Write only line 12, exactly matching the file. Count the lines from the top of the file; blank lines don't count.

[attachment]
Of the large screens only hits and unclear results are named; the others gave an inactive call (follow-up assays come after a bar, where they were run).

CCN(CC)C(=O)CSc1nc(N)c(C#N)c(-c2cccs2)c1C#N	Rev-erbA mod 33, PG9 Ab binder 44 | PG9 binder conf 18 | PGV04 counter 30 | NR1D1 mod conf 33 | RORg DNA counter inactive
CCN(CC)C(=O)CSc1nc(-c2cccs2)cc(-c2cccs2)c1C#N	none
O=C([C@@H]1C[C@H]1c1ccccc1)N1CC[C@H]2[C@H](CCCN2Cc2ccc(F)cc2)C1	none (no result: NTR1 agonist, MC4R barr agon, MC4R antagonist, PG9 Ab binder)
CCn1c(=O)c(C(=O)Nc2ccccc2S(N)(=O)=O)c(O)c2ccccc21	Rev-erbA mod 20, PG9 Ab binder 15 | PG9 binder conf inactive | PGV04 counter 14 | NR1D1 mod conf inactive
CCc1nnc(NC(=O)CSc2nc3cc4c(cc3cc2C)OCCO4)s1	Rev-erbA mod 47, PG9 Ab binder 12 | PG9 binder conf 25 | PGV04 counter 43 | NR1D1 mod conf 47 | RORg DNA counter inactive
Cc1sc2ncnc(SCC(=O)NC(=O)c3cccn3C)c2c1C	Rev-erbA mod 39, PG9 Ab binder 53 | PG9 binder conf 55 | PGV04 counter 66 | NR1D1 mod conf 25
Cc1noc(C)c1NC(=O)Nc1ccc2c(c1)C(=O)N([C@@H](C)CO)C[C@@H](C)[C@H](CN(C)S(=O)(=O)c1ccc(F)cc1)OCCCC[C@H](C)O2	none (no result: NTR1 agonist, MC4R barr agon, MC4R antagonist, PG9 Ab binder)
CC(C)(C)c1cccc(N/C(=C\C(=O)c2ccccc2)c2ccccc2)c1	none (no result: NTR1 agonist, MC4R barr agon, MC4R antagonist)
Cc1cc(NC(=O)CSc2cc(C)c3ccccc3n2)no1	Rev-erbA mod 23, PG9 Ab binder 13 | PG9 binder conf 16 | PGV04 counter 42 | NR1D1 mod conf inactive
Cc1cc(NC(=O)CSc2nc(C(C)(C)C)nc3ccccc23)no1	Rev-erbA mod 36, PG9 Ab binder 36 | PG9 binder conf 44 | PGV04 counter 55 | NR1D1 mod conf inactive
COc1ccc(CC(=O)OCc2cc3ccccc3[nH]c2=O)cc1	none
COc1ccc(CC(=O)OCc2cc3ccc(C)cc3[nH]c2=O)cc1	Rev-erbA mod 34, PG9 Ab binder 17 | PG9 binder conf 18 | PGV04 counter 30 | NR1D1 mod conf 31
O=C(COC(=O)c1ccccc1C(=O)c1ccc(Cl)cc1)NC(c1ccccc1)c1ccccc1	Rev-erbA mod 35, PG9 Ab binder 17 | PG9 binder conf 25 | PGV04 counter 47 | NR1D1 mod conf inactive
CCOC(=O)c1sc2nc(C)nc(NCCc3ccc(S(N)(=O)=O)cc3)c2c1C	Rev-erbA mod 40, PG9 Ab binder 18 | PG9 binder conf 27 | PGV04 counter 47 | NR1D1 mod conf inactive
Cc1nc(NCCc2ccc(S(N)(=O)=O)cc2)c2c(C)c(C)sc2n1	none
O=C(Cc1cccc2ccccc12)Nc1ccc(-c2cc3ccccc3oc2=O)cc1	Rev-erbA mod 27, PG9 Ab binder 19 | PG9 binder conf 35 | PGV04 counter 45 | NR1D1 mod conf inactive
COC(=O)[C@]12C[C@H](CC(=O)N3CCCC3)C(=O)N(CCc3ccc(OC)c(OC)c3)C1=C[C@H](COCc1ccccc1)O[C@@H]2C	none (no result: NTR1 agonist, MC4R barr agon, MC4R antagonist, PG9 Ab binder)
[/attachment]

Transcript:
COc1ccc(CC(=O)OCc2cc3ccccc3[nH]c2=O)cc1	none